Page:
seethe

[seeth]
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verb (used without object), seethed or (Obsolete) sod; seethed or (Obsolete) sod·den or sod; seeth·ing.
  1. to surge or foam as if boiling.
  2. to be in a state of agitation or excitement.
  3. Archaic. to boil.
verb (used with object), seethed or (Obsolete) sod; seethed or (Obsolete) sod·den or sod; seeth·ing.
  1. to soak or steep.
  2. to cook by boiling or simmering; boil.
noun
  1. the act of seething.
  2. the state of being agitated or excited.

Origin of seethe

before 900; Middle English; Old English sēothan; cognate with German sieden, Swedish sjuda
Related formsseeth·ing·ly, adverbun·seethed, adjectiveun·seeth·ing, adjective

Synonym study

2. See boil1.
Dictionary.com Unabridged Based on the Random House Unabridged Dictionary, © Random House, Inc. 2018

Related Words for seethe

fume, smolder, simmer, bristle, flare, boil, foam, froth, rage, burn, flip, stew, storm, ferment, spark

Examples from the Web for seethe

Historical Examples of seethe


British Dictionary definitions for seethe

seethe

verb
  1. (intr) to boil or to foam as if boiling
  2. (intr) to be in a state of extreme agitation, esp through anger
  3. (tr) to soak in liquid
  4. (tr) archaic to cook or extract the essence of (a food) by boiling
noun
  1. the act or state of seething

Word Origin for seethe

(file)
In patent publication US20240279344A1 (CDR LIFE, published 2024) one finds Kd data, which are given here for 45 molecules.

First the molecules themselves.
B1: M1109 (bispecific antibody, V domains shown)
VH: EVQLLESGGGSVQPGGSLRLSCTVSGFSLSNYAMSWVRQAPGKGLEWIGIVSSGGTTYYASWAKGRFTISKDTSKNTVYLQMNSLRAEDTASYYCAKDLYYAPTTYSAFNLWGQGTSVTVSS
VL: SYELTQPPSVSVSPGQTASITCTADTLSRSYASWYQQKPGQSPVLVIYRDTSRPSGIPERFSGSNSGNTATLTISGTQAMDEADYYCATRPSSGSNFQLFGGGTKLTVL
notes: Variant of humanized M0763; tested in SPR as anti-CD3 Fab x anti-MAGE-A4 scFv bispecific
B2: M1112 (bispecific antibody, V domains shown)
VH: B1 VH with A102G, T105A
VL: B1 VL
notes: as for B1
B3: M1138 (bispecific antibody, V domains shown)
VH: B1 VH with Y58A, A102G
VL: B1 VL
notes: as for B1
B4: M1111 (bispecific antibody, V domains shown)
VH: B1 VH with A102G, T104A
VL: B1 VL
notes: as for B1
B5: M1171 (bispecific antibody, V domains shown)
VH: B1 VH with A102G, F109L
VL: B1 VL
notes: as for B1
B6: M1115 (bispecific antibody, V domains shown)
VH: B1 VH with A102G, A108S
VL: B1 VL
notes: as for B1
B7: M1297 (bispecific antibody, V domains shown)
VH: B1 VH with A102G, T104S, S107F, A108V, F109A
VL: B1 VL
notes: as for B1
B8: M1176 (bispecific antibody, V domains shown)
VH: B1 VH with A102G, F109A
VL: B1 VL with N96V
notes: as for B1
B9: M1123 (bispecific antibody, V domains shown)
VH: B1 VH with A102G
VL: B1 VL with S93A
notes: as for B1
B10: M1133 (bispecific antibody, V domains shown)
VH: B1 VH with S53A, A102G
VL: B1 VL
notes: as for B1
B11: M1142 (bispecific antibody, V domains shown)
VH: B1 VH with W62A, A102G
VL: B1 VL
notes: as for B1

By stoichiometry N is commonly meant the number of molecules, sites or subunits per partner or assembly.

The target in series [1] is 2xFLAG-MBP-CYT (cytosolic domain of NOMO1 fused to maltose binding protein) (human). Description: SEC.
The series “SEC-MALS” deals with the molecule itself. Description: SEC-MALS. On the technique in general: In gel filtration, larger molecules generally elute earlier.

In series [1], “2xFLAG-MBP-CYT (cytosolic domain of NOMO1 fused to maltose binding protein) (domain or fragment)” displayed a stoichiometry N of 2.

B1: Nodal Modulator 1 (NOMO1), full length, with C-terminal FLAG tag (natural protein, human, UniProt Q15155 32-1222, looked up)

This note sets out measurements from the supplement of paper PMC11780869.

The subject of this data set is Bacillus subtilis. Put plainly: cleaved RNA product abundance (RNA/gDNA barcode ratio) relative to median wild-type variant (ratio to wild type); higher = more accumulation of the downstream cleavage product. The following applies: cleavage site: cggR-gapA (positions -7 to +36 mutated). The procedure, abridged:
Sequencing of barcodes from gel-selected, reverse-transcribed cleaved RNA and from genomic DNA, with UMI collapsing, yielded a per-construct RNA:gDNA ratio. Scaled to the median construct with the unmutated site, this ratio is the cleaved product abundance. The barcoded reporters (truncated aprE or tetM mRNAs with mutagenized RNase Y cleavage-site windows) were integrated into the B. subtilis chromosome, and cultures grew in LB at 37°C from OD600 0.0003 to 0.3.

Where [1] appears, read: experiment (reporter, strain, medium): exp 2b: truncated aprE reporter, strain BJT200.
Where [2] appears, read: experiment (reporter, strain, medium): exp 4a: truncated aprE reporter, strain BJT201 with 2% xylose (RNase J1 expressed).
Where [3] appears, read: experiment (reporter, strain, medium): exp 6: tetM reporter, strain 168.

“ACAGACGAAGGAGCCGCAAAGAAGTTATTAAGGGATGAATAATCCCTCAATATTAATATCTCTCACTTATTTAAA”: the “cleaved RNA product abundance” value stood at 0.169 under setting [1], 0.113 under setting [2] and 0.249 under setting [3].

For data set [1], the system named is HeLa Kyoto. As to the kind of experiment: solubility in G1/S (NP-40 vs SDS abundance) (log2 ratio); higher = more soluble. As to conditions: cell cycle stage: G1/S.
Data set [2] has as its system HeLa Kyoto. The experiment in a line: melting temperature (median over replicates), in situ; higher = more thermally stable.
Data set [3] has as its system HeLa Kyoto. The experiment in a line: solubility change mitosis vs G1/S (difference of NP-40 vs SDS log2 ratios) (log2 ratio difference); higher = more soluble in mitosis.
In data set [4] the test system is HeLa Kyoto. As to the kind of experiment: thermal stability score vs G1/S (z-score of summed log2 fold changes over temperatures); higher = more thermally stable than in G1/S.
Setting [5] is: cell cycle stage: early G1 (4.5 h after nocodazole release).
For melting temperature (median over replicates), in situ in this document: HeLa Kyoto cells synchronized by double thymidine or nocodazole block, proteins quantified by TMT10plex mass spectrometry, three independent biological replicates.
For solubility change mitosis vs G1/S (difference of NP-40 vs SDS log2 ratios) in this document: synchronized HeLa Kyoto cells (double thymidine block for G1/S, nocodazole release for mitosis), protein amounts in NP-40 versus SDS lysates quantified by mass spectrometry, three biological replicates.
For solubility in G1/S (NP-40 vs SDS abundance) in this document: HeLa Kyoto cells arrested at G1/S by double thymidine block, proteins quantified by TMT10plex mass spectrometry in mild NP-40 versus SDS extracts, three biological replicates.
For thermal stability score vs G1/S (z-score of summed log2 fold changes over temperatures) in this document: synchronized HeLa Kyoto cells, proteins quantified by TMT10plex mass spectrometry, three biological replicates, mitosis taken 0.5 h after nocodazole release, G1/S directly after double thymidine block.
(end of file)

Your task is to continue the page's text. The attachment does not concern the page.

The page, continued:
Old English sēothan; related to Old Norse sjōtha, Old High German siodan to seethe
Collins English Dictionary - Complete & Unabridged 2012 Digital Edition © William Collins Sons & Co. Ltd. 1979, 1986 © HarperCollins Publishers 1998, 2000, 2003, 2005, 2006, 2007, 2009, 2012

Word Origin and History for seethe
v.

Old English seoþan "to boil," also figuratively, "be troubled in mind, brood" (class II strong verb; past tense seaþ, past participle soden), from Proto-Germanic *seuthan (cf. Old Norse sjoða, Old Frisian siatha, Dutch zieden, Old High German siodan, German sieden "to seethe"), from PIE root *seut- "to seethe, boil."

Driven out of its literal meaning by boil (v.); it survives largely in metaphoric extensions. Figurative use, of persons or populations, "to be in a state of inward agitation" is recorded from 1580s (implied in seething). It had wider figurative uses in Old English, e.g. "to try by fire, to afflict with cares." Now conjugated as a weak verb, and past participle sodden (q.v.) is no longer felt as connected.

Online Etymology Dictionary, © 2010 Douglas Harper